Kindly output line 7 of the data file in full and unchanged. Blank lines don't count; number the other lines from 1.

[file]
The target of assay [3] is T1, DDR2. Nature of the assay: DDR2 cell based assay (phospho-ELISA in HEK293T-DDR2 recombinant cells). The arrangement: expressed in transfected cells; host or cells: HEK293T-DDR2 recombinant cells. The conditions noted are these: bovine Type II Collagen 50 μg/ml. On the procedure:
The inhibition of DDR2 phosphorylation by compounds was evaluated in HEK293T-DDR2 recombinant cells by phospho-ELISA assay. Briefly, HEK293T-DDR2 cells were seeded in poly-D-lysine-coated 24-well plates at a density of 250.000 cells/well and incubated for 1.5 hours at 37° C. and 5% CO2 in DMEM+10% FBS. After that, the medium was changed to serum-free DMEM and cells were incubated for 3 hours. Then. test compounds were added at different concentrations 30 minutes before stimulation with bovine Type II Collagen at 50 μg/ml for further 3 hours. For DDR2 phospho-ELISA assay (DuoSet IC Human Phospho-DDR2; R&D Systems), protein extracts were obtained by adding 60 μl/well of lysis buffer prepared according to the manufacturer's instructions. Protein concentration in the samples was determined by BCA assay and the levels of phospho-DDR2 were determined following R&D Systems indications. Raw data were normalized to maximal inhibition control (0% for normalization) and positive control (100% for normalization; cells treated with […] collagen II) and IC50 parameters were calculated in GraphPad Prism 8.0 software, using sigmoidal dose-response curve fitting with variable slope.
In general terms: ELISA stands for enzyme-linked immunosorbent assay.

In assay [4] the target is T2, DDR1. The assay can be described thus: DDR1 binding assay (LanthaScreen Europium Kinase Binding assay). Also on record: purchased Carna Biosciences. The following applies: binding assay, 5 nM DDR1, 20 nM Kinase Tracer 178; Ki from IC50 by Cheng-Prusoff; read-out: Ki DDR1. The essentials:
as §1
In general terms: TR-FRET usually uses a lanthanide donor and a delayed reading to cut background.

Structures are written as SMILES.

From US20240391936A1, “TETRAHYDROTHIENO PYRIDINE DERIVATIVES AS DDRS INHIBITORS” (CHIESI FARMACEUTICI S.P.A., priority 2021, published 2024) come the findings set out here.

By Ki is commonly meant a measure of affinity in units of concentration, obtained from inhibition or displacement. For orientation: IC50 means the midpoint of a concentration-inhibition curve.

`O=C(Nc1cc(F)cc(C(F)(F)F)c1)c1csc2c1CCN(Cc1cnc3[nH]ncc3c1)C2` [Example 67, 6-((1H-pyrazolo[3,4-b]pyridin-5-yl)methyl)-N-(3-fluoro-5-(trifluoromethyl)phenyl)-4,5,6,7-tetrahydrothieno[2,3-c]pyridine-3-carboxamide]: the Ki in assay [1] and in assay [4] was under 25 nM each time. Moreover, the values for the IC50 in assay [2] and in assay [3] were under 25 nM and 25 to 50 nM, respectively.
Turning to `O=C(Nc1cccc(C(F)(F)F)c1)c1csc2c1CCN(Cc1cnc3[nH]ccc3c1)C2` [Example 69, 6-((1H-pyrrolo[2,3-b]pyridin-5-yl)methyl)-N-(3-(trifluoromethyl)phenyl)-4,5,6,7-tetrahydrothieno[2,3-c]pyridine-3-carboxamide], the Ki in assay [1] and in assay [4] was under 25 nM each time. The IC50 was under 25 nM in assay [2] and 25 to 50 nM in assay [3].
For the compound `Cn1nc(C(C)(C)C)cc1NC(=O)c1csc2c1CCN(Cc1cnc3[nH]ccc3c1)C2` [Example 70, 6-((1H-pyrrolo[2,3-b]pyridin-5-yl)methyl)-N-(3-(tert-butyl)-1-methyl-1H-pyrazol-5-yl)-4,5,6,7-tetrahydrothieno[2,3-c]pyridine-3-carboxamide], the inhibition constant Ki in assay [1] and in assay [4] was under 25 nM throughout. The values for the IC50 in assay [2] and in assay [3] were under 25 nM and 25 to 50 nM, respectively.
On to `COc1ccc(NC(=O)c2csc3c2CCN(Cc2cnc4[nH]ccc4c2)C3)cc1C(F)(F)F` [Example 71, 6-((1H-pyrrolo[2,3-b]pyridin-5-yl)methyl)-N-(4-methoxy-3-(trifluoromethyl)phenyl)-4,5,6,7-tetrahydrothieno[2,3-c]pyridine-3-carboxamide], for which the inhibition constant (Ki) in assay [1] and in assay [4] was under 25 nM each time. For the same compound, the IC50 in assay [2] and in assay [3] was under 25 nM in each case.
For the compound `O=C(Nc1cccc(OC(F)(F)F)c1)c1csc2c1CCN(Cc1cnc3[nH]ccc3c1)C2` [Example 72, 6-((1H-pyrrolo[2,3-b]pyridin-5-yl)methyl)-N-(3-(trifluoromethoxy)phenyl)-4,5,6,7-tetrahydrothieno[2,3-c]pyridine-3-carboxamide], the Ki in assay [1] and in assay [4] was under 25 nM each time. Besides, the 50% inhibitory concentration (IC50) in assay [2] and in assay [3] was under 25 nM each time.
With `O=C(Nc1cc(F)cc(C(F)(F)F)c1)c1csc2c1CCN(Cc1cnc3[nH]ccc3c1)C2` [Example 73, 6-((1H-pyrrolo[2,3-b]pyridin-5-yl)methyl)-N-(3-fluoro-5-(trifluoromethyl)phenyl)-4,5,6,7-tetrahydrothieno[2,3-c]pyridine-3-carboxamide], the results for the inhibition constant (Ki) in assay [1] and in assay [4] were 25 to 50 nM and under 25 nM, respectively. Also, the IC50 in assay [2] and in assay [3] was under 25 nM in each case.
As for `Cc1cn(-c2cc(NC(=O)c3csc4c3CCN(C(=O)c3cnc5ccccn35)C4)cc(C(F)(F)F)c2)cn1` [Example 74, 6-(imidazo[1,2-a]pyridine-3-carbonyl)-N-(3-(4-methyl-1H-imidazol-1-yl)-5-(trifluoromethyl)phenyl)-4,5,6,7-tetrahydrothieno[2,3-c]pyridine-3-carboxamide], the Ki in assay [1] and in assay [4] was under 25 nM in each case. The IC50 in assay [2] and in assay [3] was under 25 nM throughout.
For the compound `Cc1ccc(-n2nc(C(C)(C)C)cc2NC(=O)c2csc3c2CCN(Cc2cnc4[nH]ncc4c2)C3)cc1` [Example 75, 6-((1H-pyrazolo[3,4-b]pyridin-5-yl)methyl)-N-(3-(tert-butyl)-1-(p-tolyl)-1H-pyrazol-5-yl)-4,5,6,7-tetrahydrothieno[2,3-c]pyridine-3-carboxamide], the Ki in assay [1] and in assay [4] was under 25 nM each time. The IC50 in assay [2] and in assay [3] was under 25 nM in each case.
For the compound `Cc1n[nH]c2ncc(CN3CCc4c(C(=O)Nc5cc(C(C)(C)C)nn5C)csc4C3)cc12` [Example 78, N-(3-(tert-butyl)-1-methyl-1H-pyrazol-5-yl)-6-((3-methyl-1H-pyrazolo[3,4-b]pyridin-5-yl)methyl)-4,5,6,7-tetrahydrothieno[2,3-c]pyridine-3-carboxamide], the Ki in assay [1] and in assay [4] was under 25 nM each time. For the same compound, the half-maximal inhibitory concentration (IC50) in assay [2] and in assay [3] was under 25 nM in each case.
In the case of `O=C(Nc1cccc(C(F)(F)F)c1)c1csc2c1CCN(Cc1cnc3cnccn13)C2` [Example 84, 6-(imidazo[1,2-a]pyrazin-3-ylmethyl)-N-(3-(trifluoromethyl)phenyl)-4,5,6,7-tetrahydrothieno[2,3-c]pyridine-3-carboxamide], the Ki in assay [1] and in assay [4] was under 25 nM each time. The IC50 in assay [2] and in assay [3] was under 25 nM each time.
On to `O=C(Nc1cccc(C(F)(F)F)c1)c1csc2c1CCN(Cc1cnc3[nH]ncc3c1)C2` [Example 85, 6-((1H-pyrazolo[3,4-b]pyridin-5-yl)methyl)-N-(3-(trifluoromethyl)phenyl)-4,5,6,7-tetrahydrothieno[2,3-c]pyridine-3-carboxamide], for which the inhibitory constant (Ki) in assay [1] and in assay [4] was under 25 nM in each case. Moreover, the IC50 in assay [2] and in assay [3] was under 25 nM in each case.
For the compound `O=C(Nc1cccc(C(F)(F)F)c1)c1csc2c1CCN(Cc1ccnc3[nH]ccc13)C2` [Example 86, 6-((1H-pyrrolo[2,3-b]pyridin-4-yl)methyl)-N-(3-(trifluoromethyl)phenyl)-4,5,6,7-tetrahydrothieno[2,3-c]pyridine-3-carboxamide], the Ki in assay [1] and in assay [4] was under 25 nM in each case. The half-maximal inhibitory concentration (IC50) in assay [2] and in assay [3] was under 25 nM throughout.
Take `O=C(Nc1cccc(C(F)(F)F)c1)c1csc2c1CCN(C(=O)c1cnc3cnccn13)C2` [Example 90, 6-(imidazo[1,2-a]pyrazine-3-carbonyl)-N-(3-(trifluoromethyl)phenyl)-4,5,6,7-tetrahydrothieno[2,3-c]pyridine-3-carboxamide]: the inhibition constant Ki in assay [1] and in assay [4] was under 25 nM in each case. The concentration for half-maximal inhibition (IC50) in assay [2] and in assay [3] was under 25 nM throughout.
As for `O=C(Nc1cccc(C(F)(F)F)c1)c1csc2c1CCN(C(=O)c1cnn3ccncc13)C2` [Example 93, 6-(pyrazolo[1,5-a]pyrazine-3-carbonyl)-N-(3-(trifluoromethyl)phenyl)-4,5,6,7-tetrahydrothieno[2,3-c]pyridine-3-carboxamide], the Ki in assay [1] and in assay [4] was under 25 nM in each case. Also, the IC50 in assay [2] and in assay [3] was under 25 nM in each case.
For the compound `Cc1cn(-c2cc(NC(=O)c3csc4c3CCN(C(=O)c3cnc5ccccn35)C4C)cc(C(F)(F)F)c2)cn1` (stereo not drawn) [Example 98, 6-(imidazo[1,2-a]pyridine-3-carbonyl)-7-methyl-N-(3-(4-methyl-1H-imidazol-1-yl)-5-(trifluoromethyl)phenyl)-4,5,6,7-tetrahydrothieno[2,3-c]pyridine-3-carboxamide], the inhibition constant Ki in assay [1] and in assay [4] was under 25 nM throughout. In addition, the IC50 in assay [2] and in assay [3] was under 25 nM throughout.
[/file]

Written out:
Structures are written as SMILES.